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A new machine

 width=Industrial-grade briquetting machines are currently very large, with capacities exceeding 500kg/h as a minimum. This size limits their use to large facilities with abundant raw material. There is also a lot of smallscale equipment with 5-10 kg/h capacities, but these are not industrial grade and will not last in long-term operations. Thus, building up a briquetting business using these low-capacity machines will be difficult.

In order to be more flexible and to serve smaller communities, C.F. Nielsen is now looking at developing a machine — in addition to its leading high-capacity range— with a capacity of 150-200 kg/hour with auxiliary equipment for breaking down and pre-drying biomass. The machine can then not only be used for various materials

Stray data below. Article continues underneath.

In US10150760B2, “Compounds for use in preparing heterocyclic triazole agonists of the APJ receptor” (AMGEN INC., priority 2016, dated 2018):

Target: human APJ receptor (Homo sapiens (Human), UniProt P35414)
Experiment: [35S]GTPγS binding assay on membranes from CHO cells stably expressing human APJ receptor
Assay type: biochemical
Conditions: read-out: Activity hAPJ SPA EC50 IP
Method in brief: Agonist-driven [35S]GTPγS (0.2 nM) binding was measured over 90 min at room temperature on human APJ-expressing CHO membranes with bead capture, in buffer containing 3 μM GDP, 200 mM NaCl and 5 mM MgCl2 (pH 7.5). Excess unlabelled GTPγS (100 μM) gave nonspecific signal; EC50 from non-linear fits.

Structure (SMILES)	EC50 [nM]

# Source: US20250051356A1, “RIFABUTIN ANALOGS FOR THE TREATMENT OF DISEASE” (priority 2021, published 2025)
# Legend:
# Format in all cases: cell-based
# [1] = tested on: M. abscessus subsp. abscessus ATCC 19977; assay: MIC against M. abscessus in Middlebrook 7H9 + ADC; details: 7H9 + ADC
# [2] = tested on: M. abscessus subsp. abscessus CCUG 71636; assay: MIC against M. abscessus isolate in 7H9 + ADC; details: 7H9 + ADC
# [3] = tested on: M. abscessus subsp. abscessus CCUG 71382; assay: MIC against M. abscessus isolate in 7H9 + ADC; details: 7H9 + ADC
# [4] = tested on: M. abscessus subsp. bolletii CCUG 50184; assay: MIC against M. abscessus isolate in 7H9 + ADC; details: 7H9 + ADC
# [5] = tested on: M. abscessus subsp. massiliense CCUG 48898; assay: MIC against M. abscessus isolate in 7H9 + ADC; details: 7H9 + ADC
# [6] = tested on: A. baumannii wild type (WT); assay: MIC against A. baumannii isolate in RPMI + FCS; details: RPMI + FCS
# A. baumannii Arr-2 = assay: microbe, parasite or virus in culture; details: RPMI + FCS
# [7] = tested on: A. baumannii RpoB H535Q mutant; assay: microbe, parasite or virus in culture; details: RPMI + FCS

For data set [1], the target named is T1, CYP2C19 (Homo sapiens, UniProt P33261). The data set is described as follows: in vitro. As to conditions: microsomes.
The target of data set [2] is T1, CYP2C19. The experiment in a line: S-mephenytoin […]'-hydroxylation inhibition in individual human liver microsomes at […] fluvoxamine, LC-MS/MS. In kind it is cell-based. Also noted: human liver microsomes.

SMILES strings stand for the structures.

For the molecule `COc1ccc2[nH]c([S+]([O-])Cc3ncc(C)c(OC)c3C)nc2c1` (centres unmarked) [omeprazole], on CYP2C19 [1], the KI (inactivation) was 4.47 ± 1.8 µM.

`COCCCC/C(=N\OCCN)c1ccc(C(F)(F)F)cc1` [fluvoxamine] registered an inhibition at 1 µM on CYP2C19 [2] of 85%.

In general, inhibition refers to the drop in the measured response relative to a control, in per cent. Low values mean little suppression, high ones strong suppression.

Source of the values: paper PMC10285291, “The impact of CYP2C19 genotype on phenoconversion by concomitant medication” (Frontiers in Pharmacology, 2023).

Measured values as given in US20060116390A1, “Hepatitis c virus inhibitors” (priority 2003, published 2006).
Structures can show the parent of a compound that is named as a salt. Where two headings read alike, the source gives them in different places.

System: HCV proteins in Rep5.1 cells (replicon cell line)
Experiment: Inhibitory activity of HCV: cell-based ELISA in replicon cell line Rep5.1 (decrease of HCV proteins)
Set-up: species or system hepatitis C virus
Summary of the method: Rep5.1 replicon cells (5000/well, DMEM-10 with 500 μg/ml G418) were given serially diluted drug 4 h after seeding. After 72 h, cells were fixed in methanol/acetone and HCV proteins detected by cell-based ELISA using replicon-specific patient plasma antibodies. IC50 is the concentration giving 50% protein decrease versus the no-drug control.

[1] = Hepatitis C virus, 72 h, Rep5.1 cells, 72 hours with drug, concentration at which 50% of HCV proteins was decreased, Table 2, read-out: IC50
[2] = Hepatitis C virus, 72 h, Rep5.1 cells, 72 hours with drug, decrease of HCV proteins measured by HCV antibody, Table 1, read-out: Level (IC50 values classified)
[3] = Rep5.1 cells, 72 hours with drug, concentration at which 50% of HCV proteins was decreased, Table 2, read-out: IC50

like wood and agricultural waste products, but it can also be moved around to various locations according to the agricultural seasons. The briquettes can be used instead
of charcoal, and by turning organic waste into solid fuel, it will reduce deforestation.

The user will then have a solid product with which to make briquettes that are also of better quality than the cheaper options. People with excess organic waste can turn their waste into valuable briquettes for their own use or for further retail, thus increasing their income.